- Demand: Demand for water has grown at twice the rate of the population, according to the World Resources Institute.
- Supply: Only 3% of the world's water is drinkable.
- Spending: Many Third World countries that previously have had trouble accessing good drinking water are making huge strides in modernizing their water infrastructure.
wrote about the first water ETF, the PowerShares Water Portfolio ( PHO) a year and a half ago when it first listed. I bought the fund a couple of days later for myself and for clients, and still own it. But there's a new water ETF on the block, and it already looks mighty tempting for both its broader field and narrower focus. The water theme is simple to grasp:
CGW also differs from PHO in its sector makeup. PHO is much heavier in industrials, which account for about 57% of its capital. Compare that to 40% for CGW, which itself is heaviest in utilities at 48%. PHO has only 22% in utilities. The heavier tilt toward utilities means, among other things, that CGW will have a higher yield than PHO. A Claymore spokesman said the yield of the index is currently 1.94%. Because Claymore is capping its fee on the fund at 0.65% until Dec. 31, 2009, the ETF's yield should be 1.29% for now. Based on its last four dividend payments, PHO yields 0.88%. Continuing the comparison of CGW and PHO, the respective Web sites provide like time periods for performance history data. The index underlying CGW has consistently outperformed the index underlying PHO for the one-year period (22.80% to 5.90%), for three years (29.51% annualized to 19.31%) and for five years (22.04% annualized to 15.82%). Just to compare, the S&P 500 has one-, three- and five-year numbers of 11.83%, 10.06% and 6.28%, respectively, as of March 30. I believe CGW's superior back test can be attributed to domestic equities having lagged foreign issues over the time studied. If domestic equities were to outperform foreign ones, PHO would probably beat CGW. (And it's worth saying that with the fee being adjusted, I expect CGW to mimic its underlying index quite closely.)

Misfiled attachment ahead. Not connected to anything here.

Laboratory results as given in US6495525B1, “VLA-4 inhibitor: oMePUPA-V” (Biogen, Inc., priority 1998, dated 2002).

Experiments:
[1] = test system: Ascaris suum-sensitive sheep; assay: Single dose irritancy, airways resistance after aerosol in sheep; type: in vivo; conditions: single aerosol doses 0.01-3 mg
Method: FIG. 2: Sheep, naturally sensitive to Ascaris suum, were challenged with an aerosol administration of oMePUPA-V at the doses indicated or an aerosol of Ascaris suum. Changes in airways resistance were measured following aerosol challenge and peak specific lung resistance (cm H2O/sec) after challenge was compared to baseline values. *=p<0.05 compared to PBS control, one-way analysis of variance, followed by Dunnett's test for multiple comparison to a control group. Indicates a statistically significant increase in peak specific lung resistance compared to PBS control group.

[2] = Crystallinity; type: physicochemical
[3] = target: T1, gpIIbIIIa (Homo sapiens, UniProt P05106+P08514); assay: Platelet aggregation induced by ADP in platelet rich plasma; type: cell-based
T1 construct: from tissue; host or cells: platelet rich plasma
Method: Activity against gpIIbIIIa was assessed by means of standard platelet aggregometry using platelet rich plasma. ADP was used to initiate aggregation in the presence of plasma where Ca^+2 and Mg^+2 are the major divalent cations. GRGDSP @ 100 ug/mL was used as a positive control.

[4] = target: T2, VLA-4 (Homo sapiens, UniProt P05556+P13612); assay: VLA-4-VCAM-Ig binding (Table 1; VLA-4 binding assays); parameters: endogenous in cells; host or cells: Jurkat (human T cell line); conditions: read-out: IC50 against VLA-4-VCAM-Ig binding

The standard deviation of CGW's back test is lower than PHO's, which means the former is likely to be less volatile than the latter. For three years, it's 10.81% vs. 15.31%, and for five years it's 13.84% vs. 15.31%. After my column on PHO, it enjoyed a very good run, rallying more than 20% in about six months. It then gave back all those gains in the following four months and now is up 25% since its low last July. While the modest outperformance has been nice, I believe the expectation for this theme to play out and add value to a portfolio should be in terms of years. Water ties in with infrastructure, and while potable water is arguably the most important commodity on the planet, the decisions to spend on this sort of infrastructure may be slower in coming than investors would like. That said, my initial reaction to CGW is positive -- so much so that I'm considering a switch from PHO. But I don't expect to buy CGW as quickly as I did PHO. The early PHO purchase worked out for me, but usually it makes sense to let new products season for a while -- say three to six months, to get a feel for how its volatility works out in the real market -- before hopping on board.